Well, it was a holiday. I could walk. It might take me a while, but I’d get there. If I was too fat, sitting on the sidelines wouldn’t help me lose the weight to ride again. I clipped the chin strap on my helmet, swung my leg over the frame, and pedaled my wobbly way towards Pamplin.
Muscles screamed in my thighs; the unfamiliar hard sport seat of the mountain bike always takes my behind by surprise. It wants the old spring-loaded apple seat of the 1970s Roadster.
My hands hurt from clutching the straight handlebars but I did get the hang of the gears again. I pedaled in 2nd gear, then switched to the easier 1st gear when I asked myself what I was trying to prove. Nothing, Jeanne, I thought to myself. Relax and enjoy the ride.
I did. It was lovely.
The High Bridge Trail from Elan to Pamplin passes through lush, dense forests on the southern side. It skirts the highway, so you’re never far from the sounds of civilization: tractor trailer trucks, cars, lawn mowers as people cut their grass. A squirrel darted out in front of me, crossing the trail to the oaks on the opposite side of the trail. I passed a cyclist and we nodded to one another as if we were old comrades. He seemed to smirk a little and I felt guilty, as if my sweat-streaked face and funny modest culotte shorts made me a laughingstock.
But I pressed on, and on. I passed Harvey Jones Lane, the first private road that crossed the trail, then another farm lane. My goal for the day was to cycle to the Five Forks Road crossing, then turn around and ride back. It was approximately two miles to Five Forks Road from the Elam parking lot, so I knew if I made it, I’d cycle four miles. A little ambitious for someone cycling seriously for the first time in 30 years? You bet. No guts, no glory.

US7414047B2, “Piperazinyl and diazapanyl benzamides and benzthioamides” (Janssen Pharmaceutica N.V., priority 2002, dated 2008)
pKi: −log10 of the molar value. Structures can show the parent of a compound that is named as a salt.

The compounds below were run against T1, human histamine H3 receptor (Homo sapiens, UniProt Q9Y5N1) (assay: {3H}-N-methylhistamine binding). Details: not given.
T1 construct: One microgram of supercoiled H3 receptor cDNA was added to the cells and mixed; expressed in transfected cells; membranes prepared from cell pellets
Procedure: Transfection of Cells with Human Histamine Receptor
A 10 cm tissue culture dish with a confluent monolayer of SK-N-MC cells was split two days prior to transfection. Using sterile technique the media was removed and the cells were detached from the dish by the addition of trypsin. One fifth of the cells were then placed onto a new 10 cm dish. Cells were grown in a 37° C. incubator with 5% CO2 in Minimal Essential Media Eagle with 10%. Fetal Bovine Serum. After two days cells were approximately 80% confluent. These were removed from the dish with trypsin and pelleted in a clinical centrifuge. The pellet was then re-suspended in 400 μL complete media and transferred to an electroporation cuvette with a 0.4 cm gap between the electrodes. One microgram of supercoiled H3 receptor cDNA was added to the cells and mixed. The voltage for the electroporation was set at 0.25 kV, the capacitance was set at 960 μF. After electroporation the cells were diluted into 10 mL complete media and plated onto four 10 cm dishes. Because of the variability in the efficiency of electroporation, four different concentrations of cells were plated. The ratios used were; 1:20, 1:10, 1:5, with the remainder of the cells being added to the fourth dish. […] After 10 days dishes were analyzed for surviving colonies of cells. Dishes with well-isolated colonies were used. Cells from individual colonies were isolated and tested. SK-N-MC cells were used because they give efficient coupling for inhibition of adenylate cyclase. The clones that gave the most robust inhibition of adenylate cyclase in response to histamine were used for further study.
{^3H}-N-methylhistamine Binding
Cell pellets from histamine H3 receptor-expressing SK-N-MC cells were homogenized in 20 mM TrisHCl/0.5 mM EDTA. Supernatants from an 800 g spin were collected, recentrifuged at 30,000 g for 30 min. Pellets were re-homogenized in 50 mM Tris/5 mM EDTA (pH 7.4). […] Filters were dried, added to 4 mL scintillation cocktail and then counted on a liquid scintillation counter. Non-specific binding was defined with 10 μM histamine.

Besides, I’m tried of being fat and tired.
I made it to Five Forks Road, mile 20 on the trail. The parking lot is at mile 18.
The ride back was easier even though I sweated more. I sweated so hard that I sweated right through my t-shirt.
I’m not someone who enjoys sweating. I do anything I can to avoid it. And I’m not one who loves strenuous exercise; I always feel like I’m dying and give up before I get to the sweat sticking to my t-shirt stage.
I couldn’t give up. I was two miles from the parking lot. I had to ride back.
I rode back as quickly as I could, pedaling fast, standing up a little to stretch my left leg where the knee was shrieking for attention as it does when the old injuries flare up, the cicadas singing their end of summer paean to heat stroke.
I made it. The parking lot was one of the most welcome sights I’d ever seen. I had cycled four miles.
I took this picture to remind myself that it feels good to have sweat dripping off of my face. It felt awesome to have my hair plastered to my head under my bike helmet. It felt wonderful to walk around on strong, sturdy legs, the knee no longer screaming as if working my quads, glutes, hamstrings and hip flexors had somehow supported the knee joint damaged from too many horseback riding accidents and bicycling accidents. That knee is my war wound to clumsiness and I lost the battle.
My ultimate goal is to ride to the end of trail – 3.0 miles from Elam as you can see on the sign – and back again. Six miles. And I’ll do it, too. By Thanksgiving, I think.
I’m hooked. I’ve learned to ride my bicycle again in middle age and I am a child again, happy and carefree, riding on my purple Roadmaster and conquering the trail.